It is one of the most prominent symbols of Pakistan’s Buddhist heritage — a giant 7th-century rock sculpture of Buddha sitting in a meditative pose in Jahanabad, Swat. It’s an image of peaceful contemplation far removed from the hustle and bustle of modern urban life.
That peace was shattered on September 2007 when the Taliban blew up half of the sculpture’s face by drilling holes and putting explosives in it. It takes only a few minutes (and little skill) to carry out such an act of wanton destruction. But to fix it requires years of patience and devotion. In 2012, the Italian Archaeological Mission in Swat started the restoration of Buddha’s face. The process lasted a few years and was eventually completed in October 2016.
The reconstruction of the Jahanabad Buddha is just one of many accomplishments of the mission, whose work in Swat spans more than six decades.
“If you consider that the Italian mission has been present... working here practically without interruption for more than 60 years, you can imagine what is the magnitude of the fieldwork that we did. And how many people were involved in total,” Olivieri says.
The first time he came to Swat was in 1987 when he was 25 years old and still a university student.
Olivieri — who always wanted to be an archaeologist — graduated from Rome University and did his PhD in Berlin. Before coming to Swat, he participated in many excavations in Rome on the Colosseum and Palatine Hill. “As soon as I put my feet on the soil of Swat, I remember that I crossed my fingers, hoping that they would call me back again because I immediately fell in love with Swat,” he says.
Swat used to be an autonomous political entity until 1969 when it merged into Pakistan. When Olivieri arrived in 1987, there were still traces from this past era.
“Swat was everything,” he tells Weekend Review. “People, landscape... You know when I say I fell in love with Swat, is there a reason for a man to be in love with a woman? It is something very intimate. Something you feel. It is difficult to explain.”
In fact, even before travelling to Swat, he felt a connection with Pakistan. “I was amongst the very few Italians playing field hockey. I remember when I was very young, 14 or 15 years old, I was playing hockey in Italy. It was impossible without having in the mind the great Pakistani field hockey team. One of the trainers in my team was a Pakistani guy. So all the hockey sticks we had were produced in Pakistan, from Sialkot.”
In Swat, his mentor was Domenico Faccenna, considered to be one of the founders of Buddhist archaeology in Pakistan. Faccenna had worked in Pakistan since the 1950s after being initiated by a famous orientalist, Giuseppe Tucci. The story of the Italian Archaeological Mission in Pakistan starts with him.
“[Tucci] was busy during the 1930s and early 40s exploring Tibet,” says Olivieri. “He was one of the most important explorers of that part of Asia. During the 1950s, after the Second World War, he became interested in how Buddhism arrived in Tibet. The Mahayana and Vajrayana Buddhism introduced in Tibet around the 7th and 8th centuries originally spread from Swat.”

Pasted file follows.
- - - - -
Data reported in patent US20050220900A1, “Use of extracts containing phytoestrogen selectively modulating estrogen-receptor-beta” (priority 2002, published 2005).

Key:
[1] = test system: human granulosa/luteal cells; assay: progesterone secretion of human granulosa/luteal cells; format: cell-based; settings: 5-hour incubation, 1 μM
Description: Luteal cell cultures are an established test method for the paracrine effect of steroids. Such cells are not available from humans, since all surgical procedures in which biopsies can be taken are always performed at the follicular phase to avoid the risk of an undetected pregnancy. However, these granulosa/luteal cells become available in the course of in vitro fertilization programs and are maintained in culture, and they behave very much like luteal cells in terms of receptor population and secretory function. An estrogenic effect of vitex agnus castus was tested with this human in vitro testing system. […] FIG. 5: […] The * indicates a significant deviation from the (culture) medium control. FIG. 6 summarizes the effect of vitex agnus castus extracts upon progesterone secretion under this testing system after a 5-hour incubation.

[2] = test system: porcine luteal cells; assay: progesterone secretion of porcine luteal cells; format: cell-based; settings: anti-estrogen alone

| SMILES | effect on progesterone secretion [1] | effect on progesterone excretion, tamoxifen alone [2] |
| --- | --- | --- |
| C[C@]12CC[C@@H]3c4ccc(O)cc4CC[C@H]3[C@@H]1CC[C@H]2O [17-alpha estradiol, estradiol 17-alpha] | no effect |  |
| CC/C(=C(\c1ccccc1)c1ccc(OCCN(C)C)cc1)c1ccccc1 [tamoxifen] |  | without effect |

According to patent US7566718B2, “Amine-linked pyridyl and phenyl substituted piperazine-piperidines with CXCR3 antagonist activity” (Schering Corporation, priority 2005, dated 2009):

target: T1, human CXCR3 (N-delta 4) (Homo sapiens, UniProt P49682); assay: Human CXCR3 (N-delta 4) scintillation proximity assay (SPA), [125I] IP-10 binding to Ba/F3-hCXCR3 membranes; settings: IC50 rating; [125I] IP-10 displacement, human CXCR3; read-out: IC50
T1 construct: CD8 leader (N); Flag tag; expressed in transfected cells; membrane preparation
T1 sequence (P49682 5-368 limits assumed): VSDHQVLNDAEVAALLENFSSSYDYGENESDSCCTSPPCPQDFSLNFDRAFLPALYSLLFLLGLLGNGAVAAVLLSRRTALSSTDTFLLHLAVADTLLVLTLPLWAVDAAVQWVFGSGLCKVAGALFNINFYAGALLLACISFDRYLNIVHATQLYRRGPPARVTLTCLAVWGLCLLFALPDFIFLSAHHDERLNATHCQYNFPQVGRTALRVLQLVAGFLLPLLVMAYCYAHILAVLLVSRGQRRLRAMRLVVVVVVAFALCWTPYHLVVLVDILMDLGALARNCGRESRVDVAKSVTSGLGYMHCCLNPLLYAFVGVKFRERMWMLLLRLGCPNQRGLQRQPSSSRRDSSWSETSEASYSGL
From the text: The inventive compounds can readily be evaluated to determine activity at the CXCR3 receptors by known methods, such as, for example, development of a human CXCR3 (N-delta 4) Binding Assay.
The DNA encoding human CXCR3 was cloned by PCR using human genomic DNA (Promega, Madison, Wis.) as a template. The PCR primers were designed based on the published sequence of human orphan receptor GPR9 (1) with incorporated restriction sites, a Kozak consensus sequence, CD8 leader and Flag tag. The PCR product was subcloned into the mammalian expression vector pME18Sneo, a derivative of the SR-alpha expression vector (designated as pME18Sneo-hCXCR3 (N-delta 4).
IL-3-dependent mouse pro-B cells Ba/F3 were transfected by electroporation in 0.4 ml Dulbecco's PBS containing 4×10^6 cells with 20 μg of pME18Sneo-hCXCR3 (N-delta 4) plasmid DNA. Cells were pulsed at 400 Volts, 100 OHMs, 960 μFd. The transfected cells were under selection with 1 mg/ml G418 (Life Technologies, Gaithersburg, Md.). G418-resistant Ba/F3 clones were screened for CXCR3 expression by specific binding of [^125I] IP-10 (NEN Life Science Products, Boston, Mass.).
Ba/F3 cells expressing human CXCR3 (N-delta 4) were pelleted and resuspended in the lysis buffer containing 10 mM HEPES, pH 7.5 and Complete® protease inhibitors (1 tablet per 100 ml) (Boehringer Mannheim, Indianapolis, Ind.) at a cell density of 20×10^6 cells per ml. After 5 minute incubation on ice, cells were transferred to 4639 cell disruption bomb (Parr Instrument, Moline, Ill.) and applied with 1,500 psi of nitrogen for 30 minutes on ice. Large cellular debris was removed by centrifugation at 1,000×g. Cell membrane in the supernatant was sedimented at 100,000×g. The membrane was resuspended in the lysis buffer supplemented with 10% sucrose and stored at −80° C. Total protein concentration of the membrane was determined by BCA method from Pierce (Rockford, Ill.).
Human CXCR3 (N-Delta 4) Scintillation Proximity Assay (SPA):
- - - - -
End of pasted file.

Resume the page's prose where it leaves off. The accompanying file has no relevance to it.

Swat was at the time known as Uddiyana in the Buddhist world, especially in Trans-Himalayas. It was considered by Buddhist schools in Tibet and China as the motherland of Buddhism.
“There was a flow of pilgrims coming back to Uddiyana and visiting this sort of sacred land. Since the early times of Buddhism, even before Buddhism was introduced into Tibet, the first monks who visited Swat were Chinese. Faxian and Xuanzang are the most famous,” Olivieri says.
“Tucci, during the exploration of one Tibetan library in a Buddhist monastery, found the travel log of three Tibetan pilgrims. He published these travel logs in 1940 in Calcutta [now Kolkata]. And then immediately after the Second World War he made a very important survey of the Swat valley,” he says.
In 1955, Tucci established the Italian Archaeological Mission in Swat to explore the origins of Buddhism.
From the beginning the Italian mission was busy with archaeological excavations at Buddhist sites. The most famous one was in Butkara, an ancient monastery very well known in Tibetan and Chinese circles as Tolo. But there were other sites to explore.
“Immediately after the excavations of Butkara, other teams started working in the cities which were believed to be the ones pillaged and conquered by Alexander the Great in 327 BC,” Olivieri says.
In 1984, a new excavation project was started at Barikot in Swat — known as Bazira in Greek — and identified in later sources as one of the cities conquered and refortified by Alexander. When Olivieri went to Pakistan in 1987, he worked on the excavation there.
The earliest evidence found at Bazira goes back to the late Bronze age and early Iron Age. Olivieri describes the city as having a typical Hellenistic military architecture.
“It had a very long acculturation phase sharing multicultural material with Greek and Bactrian sites in Central Asia like Ai-Khanoum and Afrasiyab. Then we found the construction of a defensive wall, which was made by the Indo-Greeks in 15 BC. The Indo-Greeks are dynastic kings of Greek descent that established a very large kingdom in northern India. Their capital was in Pataliputra, which is nowadays Patna in the Ganges plain,” he says.
After the Indo-Greeks, the city was occupied by the Sakas, the Parthians and finally the Kushans. After two massive and destructive earthquakes during the 3rd century AD when the Kushan empire collapsed, the area was put under the rule of the Sasanians.
“The city was abandoned,” he says. “This is a very important piece of information because it is a common trend in the northern regions of south Asia, the crises of urbanism around the 3rd century.”
The number of monasteries in the settled area built by Buddhist monks in Swat was incredibly high.